Scary Situation: Fireworks and children with autism

Scary Situation: Fireworks and children with autism

SAVANNAH, GA (WTOC) - Loud, colorful and flashy is what makes fireworks attractive to most of us. However, that's not the case for some children with autism.

Tia Nicholson is the mother of 15-year-old twin boys. She said the first time her sons experienced a fireworks show in Virginia when they were younger was anything but magical.

"As soon as the first one exploded, terror went across their faces. They immediately went into scream mode," Nicholson said.

"Loud noises, bright light, sometimes could be another thing they have a tough time with. And, crowds. A lot of times with fireworks there are large crowds around, which could be overwhelming," said Jack O'Connor, who is the school director for the Matthew Reardon Center for Autism.

The Center for Disease Control estimates one in 68 kids are affected by autism, and fireworks can be a problem for them.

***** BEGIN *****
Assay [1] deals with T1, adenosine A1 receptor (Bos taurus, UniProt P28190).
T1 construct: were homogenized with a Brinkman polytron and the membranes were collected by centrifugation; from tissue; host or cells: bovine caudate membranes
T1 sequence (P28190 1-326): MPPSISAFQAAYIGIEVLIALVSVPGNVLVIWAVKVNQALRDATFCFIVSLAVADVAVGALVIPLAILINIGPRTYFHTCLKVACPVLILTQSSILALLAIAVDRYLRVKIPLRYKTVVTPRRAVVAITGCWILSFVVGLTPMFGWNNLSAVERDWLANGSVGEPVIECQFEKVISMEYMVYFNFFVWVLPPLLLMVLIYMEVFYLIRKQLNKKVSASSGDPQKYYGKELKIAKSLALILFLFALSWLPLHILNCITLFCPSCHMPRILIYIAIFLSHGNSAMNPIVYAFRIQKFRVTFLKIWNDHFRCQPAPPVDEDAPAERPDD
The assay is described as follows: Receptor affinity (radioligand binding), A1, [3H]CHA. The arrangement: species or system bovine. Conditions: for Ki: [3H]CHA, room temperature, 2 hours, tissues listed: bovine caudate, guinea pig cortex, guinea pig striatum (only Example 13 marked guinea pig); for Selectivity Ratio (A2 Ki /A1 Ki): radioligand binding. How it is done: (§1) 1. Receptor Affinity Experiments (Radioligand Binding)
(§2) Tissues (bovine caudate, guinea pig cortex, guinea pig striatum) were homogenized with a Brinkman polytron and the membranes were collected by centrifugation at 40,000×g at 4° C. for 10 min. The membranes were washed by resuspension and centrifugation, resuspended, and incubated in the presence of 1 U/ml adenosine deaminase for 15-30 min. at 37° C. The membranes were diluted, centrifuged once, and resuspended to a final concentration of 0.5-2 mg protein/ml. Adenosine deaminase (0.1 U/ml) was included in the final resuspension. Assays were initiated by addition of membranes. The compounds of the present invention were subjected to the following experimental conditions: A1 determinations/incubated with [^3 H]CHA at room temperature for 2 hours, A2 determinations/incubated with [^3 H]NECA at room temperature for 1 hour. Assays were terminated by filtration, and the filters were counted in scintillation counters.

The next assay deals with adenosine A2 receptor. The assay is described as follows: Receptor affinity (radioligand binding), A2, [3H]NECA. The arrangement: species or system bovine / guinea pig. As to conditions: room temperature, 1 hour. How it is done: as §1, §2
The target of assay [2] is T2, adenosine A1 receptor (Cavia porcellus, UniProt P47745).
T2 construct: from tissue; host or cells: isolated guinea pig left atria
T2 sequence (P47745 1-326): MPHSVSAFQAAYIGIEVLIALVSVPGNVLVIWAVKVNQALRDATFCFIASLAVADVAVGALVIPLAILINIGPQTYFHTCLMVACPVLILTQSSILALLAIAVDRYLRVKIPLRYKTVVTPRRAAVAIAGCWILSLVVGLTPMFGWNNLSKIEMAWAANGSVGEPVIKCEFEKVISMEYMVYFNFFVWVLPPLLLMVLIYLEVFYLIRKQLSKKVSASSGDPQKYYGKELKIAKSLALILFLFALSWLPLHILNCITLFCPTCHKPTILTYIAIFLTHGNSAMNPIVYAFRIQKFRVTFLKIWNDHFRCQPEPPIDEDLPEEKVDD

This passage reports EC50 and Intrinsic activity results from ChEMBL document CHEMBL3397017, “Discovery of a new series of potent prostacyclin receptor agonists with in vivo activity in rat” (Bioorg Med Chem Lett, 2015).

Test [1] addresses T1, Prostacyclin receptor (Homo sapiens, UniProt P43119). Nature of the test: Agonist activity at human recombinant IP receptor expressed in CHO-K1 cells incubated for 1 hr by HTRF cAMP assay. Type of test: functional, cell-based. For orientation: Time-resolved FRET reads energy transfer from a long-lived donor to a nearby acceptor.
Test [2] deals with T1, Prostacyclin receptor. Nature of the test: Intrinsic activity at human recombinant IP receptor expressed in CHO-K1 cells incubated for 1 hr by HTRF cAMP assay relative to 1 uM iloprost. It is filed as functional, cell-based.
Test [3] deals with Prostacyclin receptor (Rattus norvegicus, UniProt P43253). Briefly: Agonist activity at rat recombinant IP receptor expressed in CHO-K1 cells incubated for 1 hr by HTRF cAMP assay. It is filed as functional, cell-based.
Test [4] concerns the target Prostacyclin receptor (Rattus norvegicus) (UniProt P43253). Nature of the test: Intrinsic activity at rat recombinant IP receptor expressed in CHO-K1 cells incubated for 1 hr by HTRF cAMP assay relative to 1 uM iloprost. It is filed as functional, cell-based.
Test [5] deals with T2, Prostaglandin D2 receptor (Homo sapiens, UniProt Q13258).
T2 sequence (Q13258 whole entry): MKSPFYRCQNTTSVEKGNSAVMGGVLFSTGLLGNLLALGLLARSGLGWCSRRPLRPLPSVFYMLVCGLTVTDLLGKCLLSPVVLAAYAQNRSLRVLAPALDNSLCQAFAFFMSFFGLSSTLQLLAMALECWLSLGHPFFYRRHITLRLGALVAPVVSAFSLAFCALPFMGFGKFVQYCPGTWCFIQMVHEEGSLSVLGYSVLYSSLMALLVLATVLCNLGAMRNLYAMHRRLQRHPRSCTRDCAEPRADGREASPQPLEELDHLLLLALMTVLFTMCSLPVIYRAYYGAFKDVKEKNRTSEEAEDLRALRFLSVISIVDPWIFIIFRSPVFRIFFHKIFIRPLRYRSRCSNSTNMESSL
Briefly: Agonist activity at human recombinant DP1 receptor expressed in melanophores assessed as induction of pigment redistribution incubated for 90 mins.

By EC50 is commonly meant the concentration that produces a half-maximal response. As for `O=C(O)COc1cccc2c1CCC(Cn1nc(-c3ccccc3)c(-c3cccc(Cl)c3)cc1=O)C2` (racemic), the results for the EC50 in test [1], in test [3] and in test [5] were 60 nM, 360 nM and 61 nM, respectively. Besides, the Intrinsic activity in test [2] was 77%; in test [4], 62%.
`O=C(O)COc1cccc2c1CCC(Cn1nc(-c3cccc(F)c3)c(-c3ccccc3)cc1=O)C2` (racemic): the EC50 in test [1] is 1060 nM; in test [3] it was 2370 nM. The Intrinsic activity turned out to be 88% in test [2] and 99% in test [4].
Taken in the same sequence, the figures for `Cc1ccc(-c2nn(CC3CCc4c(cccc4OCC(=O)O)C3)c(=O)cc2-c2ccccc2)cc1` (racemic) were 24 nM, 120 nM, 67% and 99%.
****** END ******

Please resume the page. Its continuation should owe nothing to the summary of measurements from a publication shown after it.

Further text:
"I guess to understand, you have to understand the autism brain stimulus just comes at them all at once," Nicholson said.

It's important to know your child's boundaries before inviting them into an environment that seems life threatening to them. One way to help children with autism cope is to have that security blanket readily available to provide comfort.

"Some kids might wear those ear-muffs that you wear when you're mowing the lawn or working with power equipment. Some kids might wear earphones with music to drown out any loud noises," O'Connor said.

Everyone diagnosed with autism isn't the same. Children can fall on a scale of classic autism being on the low-functioning end to Asperger's being on the high-functioning end.

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